QIA’s private business?
It’s likely that many Inuit beneficiaries in the Baffin region will object to the free Olympic Games trip that Okalik Eegeesiak, president of the Qikiqtani Inuit Association, along with two senior officials at the Qikiqtaaluk Corp., accepted recently from Arcelor Mittal, majority owner of Baffinland Iron Mines Corp.
But those who are tempted to condemn that decision might first wish to give it some careful thought.
Yes, if any publicly-elected official — such as Leona Aglukkaq, Eva Aariak or John Duncan — were ever to accept such a lavish gift, especially in exchange for influence, their political careers would end in disgrace.
But Nunavut’s Inuit organizations are different. Eegeesiak and her colleagues at QC are not the elected leaders of a government. They serve as officers within private corporations.
That’s how the Nunavut land claims agreement was intended to be implemented — by private entities acting under the theoretical control of Inuit beneficiaries.
The land claims agreement contains little or no detail about how such control ought to be exercised. This means ethical issues, such as the conduct of elected officers and employees, are essentially private matters to be worked out between Inuit beneficiaries and the organizations created to represent their interests. Whether they like it or not, this is what Inuit beneficiaries accepted when they voted yes in the ratification vote held in October 1992.
There’s just one problem. In the eyes of many beneficiaries, leaders like Eegeesiak enjoy the same status as public figures who serve in government. For this reason, beneficiaries expect their leaders to conduct their private affairs according to the same standards that apply to public government officials.
And the Olympic Games is a sports competition, created and marketed for mass entertainment and pleasure. A free trip to London to attend this event cannot be construed as anything other than a generous gift.
But in accepting such a gift, are the QIA and QC officials putting themselves into a position where Arcelor Mittal executives may, in exchange for their generosity, obtain favorable decisions on the Mary River iron project?
In her defence, Eegeesiak told Nunatsiaq News, and CBC Nunavut, who first broke the story, that her trip to London will have no influence on the Nunavut Impact Review Board’s consideration of the Mary River project.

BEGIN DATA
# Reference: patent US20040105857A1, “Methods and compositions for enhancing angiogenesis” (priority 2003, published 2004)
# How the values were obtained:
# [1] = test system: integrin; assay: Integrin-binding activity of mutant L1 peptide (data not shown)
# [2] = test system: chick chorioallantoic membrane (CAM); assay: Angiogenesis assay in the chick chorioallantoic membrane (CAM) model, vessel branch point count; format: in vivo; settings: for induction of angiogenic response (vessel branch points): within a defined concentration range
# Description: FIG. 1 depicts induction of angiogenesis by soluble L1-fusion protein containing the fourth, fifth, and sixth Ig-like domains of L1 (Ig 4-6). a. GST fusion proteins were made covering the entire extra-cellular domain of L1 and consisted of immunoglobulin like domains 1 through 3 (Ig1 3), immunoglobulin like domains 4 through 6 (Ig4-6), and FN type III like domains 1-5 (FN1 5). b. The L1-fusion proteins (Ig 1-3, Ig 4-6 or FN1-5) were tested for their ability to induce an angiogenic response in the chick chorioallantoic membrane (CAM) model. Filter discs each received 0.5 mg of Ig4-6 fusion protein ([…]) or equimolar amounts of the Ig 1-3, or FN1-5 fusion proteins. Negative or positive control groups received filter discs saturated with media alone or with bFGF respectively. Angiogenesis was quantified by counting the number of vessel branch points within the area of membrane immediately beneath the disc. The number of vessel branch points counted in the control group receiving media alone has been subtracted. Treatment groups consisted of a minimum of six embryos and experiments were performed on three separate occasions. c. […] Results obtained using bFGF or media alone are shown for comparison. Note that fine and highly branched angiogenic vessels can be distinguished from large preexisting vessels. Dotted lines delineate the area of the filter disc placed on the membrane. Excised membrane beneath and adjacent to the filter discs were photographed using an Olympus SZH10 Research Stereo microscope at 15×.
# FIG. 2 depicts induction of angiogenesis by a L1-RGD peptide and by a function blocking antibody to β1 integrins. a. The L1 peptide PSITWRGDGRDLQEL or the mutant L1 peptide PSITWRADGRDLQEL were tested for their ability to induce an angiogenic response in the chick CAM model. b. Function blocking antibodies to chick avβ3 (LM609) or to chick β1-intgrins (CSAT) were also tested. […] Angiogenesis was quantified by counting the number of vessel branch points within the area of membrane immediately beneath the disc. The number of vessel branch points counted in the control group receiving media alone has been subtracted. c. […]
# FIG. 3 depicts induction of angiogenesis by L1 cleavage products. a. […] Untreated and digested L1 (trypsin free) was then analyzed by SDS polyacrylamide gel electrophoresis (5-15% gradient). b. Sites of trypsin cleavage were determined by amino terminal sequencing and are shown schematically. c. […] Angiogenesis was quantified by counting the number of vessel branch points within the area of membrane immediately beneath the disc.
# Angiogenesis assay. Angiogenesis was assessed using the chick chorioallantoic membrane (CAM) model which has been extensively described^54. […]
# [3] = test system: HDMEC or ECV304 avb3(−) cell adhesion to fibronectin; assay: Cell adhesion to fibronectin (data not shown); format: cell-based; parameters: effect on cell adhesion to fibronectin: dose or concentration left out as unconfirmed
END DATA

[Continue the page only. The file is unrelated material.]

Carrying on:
On that point, she’s right.
In the board’s recent environmental review of Mary River, QIA acted as just one stakeholder among many. At the same time, QIA’s staff and consultants exposed many weaknesses within Baffinland’s environmental impact statement and showed no hesitiation in presenting them to the review board. QIA maintained a position that calls for careful monitoring of the mine at all stages. These are not the actions of an organization that’s been bought off.
Besides, it’s the NIRB’s staff and lawyers, not QIA, who will craft the Mary River mine’s recommended licencing conditions. And it’s AAND minister John Duncan who will make the final decision.
For her part, the president of QIA appears to hold the honest belief that her trip to London, which was approved by QIA’s board, is in the best interests of beneficiaries. As for Qikiqtaaluk Corp., that company has been in business with Baffinland for several years. There’s little doubt that QC executives also believe the trip is in the best interests of beneficiaries.
But there are two pieces of business between QIA and Baffinland that remain unfinished.
One is an Inuit impact and benefits agreement. The other is a commercial lease for Inuit-owned lands. Will Arcelor Mittal attempt to influence the outcome of these talks during the QIA-QC visit to London?
It’s impossible to imagine that they wouldn’t.
Arcelor Mittal is a global behemoth that controls an estimated $122 billion worth of assets in 60 countries. The Mittal family achieved this because, among other things, they’re shrewd, daring negotiators.
Inuit organizations in Nunavut always conduct IIBA and commercial lease negotiations in private. Such agreements, once reached, are never completely disclosed, if disclosed at all. This means most beneficiaries will never be able to tell if the QIA-QC officers were influenced by the gift they received from Arcelor Mittal.
In the end, it’s up to the Inuit of the Baffin region to decide if they want their leaders to accept such gifts from mining companies. But the confidential nature of the agreements in question mean beneficiaries will never gain access to the information they need to make the necessary assessment.
On that point, it’s worth recalling that Eegeesiak last won her position, on Dec. 13, 2011, by gaining only 36 per cent of the vote in an election during which just 32 per cent of eligible voters cast ballots.
Nearly, 9,000 people were eligible to vote that day. But to claim the QIA presidency, Eegeesiak needed only 1,053 of them.
This reveals that at least two-thirds of the Baffin region’s beneficiaries don’t care who becomes their organization’s president. This suggests they also may not care much about how that president conducts the organization’s affairs. JB